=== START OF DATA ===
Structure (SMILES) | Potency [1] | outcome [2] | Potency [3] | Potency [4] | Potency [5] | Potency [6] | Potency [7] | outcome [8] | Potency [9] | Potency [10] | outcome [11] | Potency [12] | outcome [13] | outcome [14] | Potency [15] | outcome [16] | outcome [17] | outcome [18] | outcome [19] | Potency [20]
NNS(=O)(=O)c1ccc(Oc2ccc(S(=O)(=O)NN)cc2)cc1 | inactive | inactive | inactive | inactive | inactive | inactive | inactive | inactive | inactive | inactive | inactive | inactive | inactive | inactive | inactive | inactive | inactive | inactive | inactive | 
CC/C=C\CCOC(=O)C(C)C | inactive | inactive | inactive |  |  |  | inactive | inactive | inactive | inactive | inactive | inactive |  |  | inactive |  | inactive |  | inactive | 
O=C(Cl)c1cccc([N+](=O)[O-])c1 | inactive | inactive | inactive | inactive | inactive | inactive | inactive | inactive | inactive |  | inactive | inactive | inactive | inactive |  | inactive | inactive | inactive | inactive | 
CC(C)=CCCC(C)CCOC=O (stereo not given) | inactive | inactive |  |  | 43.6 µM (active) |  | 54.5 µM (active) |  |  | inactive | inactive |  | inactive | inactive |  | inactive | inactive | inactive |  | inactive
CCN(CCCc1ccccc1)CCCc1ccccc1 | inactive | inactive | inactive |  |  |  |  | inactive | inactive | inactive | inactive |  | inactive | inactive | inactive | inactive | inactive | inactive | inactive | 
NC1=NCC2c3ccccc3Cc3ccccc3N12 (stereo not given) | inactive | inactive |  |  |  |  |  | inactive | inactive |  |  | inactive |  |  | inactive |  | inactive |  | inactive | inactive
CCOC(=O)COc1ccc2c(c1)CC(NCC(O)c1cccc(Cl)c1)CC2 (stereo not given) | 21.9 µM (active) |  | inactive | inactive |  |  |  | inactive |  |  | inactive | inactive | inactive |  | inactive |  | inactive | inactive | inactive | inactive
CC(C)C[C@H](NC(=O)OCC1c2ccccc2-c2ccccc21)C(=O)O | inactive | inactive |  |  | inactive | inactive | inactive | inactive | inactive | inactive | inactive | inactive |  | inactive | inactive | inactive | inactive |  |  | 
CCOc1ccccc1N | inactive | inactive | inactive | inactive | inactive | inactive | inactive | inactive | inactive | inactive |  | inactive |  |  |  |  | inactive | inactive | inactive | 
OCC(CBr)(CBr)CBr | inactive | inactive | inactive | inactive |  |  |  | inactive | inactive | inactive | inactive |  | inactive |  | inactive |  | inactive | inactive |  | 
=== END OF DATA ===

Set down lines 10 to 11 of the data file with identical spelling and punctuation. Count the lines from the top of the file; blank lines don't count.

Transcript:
CCOc1ccccc1N | inactive | inactive | inactive | inactive | inactive | inactive | inactive | inactive | inactive | inactive |  | inactive |  |  |  |  | inactive | inactive | inactive | 
OCC(CBr)(CBr)CBr | inactive | inactive | inactive | inactive |  |  |  | inactive | inactive | inactive | inactive |  | inactive |  | inactive |  | inactive | inactive |  | 